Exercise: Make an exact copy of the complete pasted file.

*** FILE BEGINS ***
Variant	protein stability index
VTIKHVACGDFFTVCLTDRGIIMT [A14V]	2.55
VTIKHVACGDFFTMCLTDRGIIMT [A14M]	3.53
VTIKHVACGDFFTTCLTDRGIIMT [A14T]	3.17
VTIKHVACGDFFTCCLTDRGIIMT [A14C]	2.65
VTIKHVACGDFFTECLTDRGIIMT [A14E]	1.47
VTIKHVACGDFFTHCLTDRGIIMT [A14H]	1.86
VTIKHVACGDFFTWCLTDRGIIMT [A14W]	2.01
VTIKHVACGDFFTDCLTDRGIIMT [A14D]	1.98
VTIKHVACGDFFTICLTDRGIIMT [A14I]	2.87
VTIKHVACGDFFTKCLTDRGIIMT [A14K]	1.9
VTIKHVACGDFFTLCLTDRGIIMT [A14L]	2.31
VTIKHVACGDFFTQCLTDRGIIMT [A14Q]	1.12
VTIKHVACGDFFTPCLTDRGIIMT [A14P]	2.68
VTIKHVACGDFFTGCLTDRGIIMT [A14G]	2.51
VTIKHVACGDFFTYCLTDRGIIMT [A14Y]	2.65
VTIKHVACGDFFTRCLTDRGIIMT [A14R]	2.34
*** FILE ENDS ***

Variant	protein stability index
VTIKHVACGDFFTVCLTDRGIIMT [A14V]	2.55
VTIKHVACGDFFTMCLTDRGIIMT [A14M]	3.53
VTIKHVACGDFFTTCLTDRGIIMT [A14T]	3.17
VTIKHVACGDFFTCCLTDRGIIMT [A14C]	2.65
VTIKHVACGDFFTECLTDRGIIMT [A14E]	1.47
VTIKHVACGDFFTHCLTDRGIIMT [A14H]	1.86
VTIKHVACGDFFTWCLTDRGIIMT [A14W]	2.01
VTIKHVACGDFFTDCLTDRGIIMT [A14D]	1.98
VTIKHVACGDFFTICLTDRGIIMT [A14I]	2.87
VTIKHVACGDFFTKCLTDRGIIMT [A14K]	1.9
VTIKHVACGDFFTLCLTDRGIIMT [A14L]	2.31
VTIKHVACGDFFTQCLTDRGIIMT [A14Q]	1.12
VTIKHVACGDFFTPCLTDRGIIMT [A14P]	2.68
VTIKHVACGDFFTGCLTDRGIIMT [A14G]	2.51
VTIKHVACGDFFTYCLTDRGIIMT [A14Y]	2.65
VTIKHVACGDFFTRCLTDRGIIMT [A14R]	2.34